Educational reform, challenge to proprietors -Educationists
Techiman (B/A), July, 27, GNA - The educational reforms programme poses a great challenge to private institutions and their proprietors must endeavour to provide their pupils and students with quality education.
Madam Agnes Arthur, pre-school co-ordinator of Techiman municipal directorate of the Ghana Education Service, who made the call advised proprietors to study the Ministry of Education's guidelines governing the running of private schools carefully and abide by them.
She was speaking at the first kindergarten graduation day for 55 pupils of Obour-Amaning Centre for Education in Techiman.
The co-ordinator stressed that private schools had a vital role to play in assisting the government to make education more accessible. Madam Arthur emphasized the need for the recruitment of qualified and competent teachers and the creation of a congenial environment and infrastructure for effective teaching and learning.
Madam Arthur urged parents not to consider certificates of graduation from pre-school as waste materials but rather as important records for future reference to the benefit of their children. Mr. Augustine Obour-Amaning, proprietor of the school, said the School, which was started in 1993 with seven pupils as a day-care and was changed to kindergarten within the same year with enrolment of 43 pupils currently has 430 pupils.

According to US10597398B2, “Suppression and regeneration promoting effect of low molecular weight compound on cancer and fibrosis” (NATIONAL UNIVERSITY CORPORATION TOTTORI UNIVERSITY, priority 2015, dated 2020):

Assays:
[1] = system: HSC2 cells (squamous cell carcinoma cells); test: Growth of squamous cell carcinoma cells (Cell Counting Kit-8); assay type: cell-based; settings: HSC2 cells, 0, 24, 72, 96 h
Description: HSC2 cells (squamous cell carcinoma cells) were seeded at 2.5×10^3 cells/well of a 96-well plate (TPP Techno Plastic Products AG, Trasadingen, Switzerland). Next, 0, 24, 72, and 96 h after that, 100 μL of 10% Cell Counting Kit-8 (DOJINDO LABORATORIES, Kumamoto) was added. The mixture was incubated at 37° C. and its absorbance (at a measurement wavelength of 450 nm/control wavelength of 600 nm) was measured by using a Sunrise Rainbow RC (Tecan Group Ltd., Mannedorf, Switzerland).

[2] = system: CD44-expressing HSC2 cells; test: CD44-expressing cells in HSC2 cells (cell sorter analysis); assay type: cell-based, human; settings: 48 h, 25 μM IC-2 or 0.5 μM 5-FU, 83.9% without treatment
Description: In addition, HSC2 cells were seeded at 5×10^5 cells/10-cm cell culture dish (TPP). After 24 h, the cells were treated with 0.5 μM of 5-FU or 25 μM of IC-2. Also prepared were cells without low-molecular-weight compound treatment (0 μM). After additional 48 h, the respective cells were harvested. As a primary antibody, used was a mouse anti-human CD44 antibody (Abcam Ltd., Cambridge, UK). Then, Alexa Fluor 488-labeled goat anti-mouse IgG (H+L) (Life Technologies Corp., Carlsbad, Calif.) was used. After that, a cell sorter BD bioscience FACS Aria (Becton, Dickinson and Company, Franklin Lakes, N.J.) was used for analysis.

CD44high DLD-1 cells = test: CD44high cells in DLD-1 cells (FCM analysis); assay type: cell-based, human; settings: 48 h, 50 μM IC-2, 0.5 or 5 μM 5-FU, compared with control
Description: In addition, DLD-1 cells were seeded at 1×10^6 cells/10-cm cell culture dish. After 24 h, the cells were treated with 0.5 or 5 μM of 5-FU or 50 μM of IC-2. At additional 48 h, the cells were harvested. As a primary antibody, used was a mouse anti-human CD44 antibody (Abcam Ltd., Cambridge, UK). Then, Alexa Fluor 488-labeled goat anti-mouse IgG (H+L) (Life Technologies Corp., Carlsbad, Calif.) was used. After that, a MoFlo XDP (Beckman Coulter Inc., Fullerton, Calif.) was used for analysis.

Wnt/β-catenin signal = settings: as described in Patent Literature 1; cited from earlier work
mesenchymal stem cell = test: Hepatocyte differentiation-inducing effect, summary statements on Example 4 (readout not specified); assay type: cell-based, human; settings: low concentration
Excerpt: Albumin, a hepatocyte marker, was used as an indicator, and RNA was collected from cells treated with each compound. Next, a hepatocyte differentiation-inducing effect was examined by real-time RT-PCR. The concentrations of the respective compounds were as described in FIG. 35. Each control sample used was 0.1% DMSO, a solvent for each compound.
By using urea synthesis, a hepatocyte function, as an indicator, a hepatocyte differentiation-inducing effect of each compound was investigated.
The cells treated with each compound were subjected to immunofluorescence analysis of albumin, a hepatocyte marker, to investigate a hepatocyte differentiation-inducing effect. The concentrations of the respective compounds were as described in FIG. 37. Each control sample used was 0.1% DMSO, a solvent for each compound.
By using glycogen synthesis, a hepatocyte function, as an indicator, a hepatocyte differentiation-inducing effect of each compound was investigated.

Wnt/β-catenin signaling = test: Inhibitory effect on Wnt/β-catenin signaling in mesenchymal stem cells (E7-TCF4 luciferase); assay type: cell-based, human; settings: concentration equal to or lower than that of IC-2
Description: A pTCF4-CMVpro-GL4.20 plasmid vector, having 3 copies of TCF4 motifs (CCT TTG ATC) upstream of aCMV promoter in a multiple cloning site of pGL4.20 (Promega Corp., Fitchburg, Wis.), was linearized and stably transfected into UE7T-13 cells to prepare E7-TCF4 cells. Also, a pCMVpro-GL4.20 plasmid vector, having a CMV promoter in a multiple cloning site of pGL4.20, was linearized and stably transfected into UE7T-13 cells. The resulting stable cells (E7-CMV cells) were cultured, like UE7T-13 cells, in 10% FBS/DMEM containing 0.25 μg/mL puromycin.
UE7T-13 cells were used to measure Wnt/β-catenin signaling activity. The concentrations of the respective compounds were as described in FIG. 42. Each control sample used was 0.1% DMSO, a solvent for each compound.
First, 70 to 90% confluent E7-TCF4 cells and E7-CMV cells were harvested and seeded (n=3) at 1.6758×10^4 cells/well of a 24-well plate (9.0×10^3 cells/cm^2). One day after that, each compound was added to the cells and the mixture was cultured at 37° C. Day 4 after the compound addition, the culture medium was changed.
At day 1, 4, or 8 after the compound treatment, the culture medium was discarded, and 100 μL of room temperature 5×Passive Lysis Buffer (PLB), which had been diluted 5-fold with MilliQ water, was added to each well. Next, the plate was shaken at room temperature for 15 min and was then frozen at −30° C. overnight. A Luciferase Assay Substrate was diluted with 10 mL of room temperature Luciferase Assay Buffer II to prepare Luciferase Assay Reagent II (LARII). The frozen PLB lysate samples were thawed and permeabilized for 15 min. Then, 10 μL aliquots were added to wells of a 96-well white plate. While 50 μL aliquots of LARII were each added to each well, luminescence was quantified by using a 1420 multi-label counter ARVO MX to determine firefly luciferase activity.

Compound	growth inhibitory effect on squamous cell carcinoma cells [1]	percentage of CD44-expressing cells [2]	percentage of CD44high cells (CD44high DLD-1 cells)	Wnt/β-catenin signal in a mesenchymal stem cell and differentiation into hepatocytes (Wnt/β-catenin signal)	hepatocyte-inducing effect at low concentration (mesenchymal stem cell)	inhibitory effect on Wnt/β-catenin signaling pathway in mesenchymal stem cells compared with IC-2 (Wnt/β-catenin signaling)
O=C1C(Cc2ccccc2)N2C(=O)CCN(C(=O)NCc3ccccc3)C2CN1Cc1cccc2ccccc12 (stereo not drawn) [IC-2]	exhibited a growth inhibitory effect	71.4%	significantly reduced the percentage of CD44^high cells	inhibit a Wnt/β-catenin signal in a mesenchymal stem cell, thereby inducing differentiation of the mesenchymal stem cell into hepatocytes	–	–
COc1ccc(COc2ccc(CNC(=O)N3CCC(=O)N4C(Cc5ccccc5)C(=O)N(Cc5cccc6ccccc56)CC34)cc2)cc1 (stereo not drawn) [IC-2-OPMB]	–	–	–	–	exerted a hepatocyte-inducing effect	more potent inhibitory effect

Mr. Obour-Amaning said the school comprised kindergarten and primary sections whilst a Junior Secondary School had been established and named after the late Omanhene of Techiman Traditional area, Takyia-Ameyaw JSS.
Madam Agatha Kwao, Headmistress of the school, deplored the non-payment of fees by parents, which he said had contributed to the low
infrastructural development of the school. Mr. Michael Yeboah Agyemang, Assembly Member for Tunasuase electoral area, who presided, called on parents to appreciate education as a vital tool for development and provide their children with the basic educational needs.
He said the issue of high fees charged by some private schools was a subject of worry to parents and appealed to proprietors to charge moderate fees to encourage more parents to enroll their children. An appeal for funds yielded 1.8 million cedis.